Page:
“We must listen to our constituents including those voices too often ignored but critical to this response. This includes among others: voices for workplace safety and fair treatment, communities of color who are bearing a disproportionate share of the pain of this pandemic and small business entrepreneurs who create half the jobs in Texas. “
Jenkins said that several of the things Abbott mentioned were already being discussed on the county level – specifically loosening restrictions on elective procedures and “retail-to-go.”
“Others, like opening movie theaters and restaurants are not businesses we contemplate being in the first group of businesses to be opened for in person experience.,” he said. “None of this means that on April 30, 2020, this will all be over.”
What it does mean, he said, is that the first group of businesses can reopen when testing and tracing of positive cases happens.
“After watching that first group to measure its effect on public health (probably two weeks) and if successful, open the next grouping,” he said.
But before all of that, the Dallas County Commissioners Court met (more on that from Matt Goodman at our sister publication, D Magazine), and voted to open craft stores, which could make it easier for those making cloth masks to get materials.
We asked Jenkins’ office how this would jibe with Abbott’s orders.
“Fabric/craft stores are now deemed essential under the Dallas County order, for the limited purpose to sell fabric for masks and school supplies. They can have in-person sales for these limited purposes starting today,” said Lauren Trimble, Jenkins chief of staff, Sunday.
“Starting Friday, these stores can sell all of their products via curbside, pickup, or delivery.”
On Saturday, Dallas County once again reported its highest number of new COVID-19 cases yet – 134 new cases, bringing the total case count to 2,324.
Five additional deaths were also reported, including a University Park woman in her 80s, a Dallas woman in her 70s, and a Grand Prairie man in his 80s. Two more Dallas men in their 70s also died. They were residents of long-term care facilities.
“Today’s five deaths bring our weekly fatalities to 33, which is the deadliest week so far and 55% of all COVID19 deaths in Dallas County,” said Jenkins. “Today’s number of new cases is the most we have ever reported. The second-highest number of new cases reported was yesterday.”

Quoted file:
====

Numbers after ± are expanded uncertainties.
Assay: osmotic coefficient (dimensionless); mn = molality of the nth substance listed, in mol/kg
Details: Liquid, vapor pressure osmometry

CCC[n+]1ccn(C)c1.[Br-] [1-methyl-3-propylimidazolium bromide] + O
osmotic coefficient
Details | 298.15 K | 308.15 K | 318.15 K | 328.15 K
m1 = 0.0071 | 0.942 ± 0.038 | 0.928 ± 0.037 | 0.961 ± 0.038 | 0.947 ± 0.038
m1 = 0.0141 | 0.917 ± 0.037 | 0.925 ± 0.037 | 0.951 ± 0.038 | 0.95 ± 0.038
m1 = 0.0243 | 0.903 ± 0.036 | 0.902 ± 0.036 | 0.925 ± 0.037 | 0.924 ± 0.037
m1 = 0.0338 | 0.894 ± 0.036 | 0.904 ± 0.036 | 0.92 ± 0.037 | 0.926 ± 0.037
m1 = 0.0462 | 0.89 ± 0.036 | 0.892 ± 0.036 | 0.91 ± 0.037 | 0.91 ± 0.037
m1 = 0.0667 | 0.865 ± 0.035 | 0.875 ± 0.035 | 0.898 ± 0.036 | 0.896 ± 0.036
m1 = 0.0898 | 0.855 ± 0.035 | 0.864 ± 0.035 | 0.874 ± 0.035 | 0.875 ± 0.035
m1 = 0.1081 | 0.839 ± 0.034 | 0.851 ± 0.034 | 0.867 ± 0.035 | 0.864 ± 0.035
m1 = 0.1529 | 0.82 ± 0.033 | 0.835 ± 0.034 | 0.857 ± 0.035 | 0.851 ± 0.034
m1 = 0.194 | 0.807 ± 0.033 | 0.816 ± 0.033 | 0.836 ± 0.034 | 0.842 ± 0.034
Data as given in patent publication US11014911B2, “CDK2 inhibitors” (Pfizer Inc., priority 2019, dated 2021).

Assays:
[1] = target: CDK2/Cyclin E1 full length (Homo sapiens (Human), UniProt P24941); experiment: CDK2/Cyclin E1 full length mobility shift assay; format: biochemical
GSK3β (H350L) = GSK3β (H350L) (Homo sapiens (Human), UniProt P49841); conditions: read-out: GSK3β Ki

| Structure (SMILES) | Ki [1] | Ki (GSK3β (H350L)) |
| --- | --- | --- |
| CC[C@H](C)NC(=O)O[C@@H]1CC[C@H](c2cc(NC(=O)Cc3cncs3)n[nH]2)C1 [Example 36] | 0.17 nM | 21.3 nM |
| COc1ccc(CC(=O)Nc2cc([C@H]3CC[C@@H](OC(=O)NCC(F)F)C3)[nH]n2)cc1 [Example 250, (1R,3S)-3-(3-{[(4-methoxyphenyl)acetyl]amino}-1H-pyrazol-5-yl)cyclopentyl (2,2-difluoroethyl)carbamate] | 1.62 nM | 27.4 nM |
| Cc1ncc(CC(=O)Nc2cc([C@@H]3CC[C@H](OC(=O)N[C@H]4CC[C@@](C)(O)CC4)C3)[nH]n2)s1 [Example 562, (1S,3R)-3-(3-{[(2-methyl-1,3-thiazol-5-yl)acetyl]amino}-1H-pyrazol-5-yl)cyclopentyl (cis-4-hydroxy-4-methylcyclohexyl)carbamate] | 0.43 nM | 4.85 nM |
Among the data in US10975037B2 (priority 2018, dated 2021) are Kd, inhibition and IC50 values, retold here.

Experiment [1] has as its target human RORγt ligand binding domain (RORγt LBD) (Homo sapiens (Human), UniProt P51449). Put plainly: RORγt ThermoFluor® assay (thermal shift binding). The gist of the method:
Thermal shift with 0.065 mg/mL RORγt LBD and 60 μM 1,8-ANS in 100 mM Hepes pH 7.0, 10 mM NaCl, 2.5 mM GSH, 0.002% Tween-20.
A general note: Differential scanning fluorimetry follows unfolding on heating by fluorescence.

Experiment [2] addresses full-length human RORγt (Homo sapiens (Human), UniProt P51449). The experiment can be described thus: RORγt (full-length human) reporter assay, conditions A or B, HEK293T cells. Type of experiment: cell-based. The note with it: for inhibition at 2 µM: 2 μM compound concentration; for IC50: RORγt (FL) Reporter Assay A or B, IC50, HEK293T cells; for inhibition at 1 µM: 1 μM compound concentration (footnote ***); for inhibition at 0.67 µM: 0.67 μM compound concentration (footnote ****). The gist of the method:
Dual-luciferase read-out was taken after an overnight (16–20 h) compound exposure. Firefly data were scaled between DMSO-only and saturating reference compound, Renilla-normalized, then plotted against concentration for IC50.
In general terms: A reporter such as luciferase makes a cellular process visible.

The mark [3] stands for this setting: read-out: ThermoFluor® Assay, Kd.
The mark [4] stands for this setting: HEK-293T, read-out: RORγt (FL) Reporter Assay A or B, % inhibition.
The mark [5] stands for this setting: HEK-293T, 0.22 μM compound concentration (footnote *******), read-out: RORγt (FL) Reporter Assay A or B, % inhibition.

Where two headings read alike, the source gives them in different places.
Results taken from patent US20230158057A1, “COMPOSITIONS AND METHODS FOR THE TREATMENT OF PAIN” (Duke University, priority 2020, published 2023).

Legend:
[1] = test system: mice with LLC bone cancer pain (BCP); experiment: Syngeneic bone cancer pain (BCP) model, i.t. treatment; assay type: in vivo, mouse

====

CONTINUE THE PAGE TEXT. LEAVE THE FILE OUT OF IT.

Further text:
“This is why we must limit unnecessary trips, wear a cloth covering at essential business and continue making good personal responsibility decisions,” he added. “It is also why we must listen to public health officials as leaders contemplate loosening safety orders.”
Despite cumulative cases increasing, hospitalizations continue to remain manageable by area hospitals, according to city and county data.
Twenty-five hospitals on Friday reported ventilator and bed capacity numbers to Dallas Mayor Eric Johnson’s office. Total beds occupied was 2,995 out of 5,710, with 519 intensive care beds out of 827 occupied. About 299 ventilators are being used out of 940.
In the county’s April 17 aggregate report, most cases continue to be between the ages of 18 and 60, with the 18-40 age group accounting for 33% of the cases, and the 41-60 age group accounting for 37% of the total cases.
There were 1,011 men who were diagnosed with the novel coronavirus (or roughly 52%) and 998 women.
Close contact continues to be the biggest risk factor for contracting COVID-19, accounting for 82.5% of all cases. Living in a long-term care facility, domestic out-of-state travel, and international travel are a distant second, third, and fourth, at 7.2%, 5.1%, and 2.5%, respectively. However, cases contracted in jails have increased to the point of nearly tying for fourth at 2.1%.
Twenty-five percent of all cases end up hospitalized – 25% end up in critical care, and 20% end up on a ventilator, indicating the county’s first decline in number of hospitalizations and ICU admissions.
Of the 55 deaths the county had reported at the time of Friday’s aggregate count, 20 were residents of long-term care facilities. Only 24 percent of those deaths were people younger than 65.
In a city-by-city breakdown, Dallas still comes in with the highest number of cases – 1,205, or 55%. Highland Park has 14 cases so far, and University Park has 22.